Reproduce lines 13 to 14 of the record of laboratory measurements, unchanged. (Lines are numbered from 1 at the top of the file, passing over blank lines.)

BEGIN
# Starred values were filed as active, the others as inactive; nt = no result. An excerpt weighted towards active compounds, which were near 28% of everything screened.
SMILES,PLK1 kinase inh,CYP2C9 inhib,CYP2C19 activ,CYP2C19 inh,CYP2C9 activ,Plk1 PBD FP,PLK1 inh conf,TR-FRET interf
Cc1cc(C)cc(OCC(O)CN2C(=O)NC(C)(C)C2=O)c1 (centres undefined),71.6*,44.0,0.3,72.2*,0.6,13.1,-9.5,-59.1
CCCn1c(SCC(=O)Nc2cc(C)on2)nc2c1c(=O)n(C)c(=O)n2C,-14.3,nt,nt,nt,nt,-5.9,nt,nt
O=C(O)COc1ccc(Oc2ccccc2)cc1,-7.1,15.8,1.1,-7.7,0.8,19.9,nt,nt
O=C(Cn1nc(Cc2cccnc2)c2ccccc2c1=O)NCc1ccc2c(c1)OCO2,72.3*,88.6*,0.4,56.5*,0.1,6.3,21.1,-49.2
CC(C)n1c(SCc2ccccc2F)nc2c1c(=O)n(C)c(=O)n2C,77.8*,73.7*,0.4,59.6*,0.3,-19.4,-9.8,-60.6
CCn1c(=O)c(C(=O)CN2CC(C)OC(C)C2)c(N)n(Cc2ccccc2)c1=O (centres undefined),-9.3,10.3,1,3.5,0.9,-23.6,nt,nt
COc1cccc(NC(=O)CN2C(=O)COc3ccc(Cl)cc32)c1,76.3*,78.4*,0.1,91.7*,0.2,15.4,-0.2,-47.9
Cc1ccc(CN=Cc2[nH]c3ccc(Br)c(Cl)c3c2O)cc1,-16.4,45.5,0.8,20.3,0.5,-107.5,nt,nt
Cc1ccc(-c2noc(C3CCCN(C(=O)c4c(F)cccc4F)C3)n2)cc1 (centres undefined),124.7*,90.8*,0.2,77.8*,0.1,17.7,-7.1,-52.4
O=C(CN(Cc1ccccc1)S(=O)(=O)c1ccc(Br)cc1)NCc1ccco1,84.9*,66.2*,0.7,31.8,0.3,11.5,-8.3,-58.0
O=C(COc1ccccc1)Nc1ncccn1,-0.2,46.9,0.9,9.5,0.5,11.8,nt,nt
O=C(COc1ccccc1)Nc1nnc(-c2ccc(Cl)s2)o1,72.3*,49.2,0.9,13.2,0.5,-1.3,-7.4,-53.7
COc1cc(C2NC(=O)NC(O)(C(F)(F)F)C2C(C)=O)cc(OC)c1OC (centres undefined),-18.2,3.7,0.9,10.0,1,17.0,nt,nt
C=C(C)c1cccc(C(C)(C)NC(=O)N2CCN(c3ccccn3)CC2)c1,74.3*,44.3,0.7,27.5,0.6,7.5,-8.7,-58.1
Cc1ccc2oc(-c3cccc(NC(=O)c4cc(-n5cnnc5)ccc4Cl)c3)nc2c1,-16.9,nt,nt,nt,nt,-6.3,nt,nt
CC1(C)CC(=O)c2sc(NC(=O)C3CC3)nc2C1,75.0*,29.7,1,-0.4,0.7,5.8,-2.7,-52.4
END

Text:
O=C(COc1ccccc1)Nc1ncccn1,-0.2,46.9,0.9,9.5,0.5,11.8,nt,nt
O=C(COc1ccccc1)Nc1nnc(-c2ccc(Cl)s2)o1,72.3*,49.2,0.9,13.2,0.5,-1.3,-7.4,-53.7